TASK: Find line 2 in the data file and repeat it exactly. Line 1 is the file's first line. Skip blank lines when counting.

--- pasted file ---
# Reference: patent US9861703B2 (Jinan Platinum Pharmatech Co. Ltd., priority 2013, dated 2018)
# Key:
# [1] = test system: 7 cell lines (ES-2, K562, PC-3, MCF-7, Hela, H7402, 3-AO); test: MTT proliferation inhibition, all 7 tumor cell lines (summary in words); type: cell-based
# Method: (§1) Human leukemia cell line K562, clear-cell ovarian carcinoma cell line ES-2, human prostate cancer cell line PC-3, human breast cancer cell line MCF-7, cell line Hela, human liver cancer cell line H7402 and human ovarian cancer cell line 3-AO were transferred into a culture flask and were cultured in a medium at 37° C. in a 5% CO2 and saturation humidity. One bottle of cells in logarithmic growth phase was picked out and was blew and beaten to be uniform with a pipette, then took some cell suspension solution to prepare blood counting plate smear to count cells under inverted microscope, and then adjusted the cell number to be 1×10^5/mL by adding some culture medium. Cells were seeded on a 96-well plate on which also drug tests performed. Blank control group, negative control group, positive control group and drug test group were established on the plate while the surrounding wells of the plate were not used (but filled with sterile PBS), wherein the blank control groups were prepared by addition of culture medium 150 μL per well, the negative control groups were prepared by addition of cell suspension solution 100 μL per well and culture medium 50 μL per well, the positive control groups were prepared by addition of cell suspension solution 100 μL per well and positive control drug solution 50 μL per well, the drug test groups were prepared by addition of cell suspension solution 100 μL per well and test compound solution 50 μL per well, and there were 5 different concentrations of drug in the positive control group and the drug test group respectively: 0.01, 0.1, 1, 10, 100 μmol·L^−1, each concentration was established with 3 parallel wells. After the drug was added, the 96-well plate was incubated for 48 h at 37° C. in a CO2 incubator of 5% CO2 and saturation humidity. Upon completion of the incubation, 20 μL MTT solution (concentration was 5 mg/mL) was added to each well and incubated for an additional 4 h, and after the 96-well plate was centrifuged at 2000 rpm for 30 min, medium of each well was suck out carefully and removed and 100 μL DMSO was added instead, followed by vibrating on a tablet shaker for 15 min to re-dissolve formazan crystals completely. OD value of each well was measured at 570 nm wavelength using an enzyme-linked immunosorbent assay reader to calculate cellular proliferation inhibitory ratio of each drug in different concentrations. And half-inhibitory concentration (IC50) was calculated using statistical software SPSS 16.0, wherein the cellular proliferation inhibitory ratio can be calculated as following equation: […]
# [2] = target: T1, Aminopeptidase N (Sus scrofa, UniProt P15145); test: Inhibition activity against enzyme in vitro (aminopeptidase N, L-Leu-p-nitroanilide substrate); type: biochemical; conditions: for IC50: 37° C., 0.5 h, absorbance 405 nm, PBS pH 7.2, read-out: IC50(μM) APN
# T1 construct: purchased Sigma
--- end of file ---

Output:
# Key: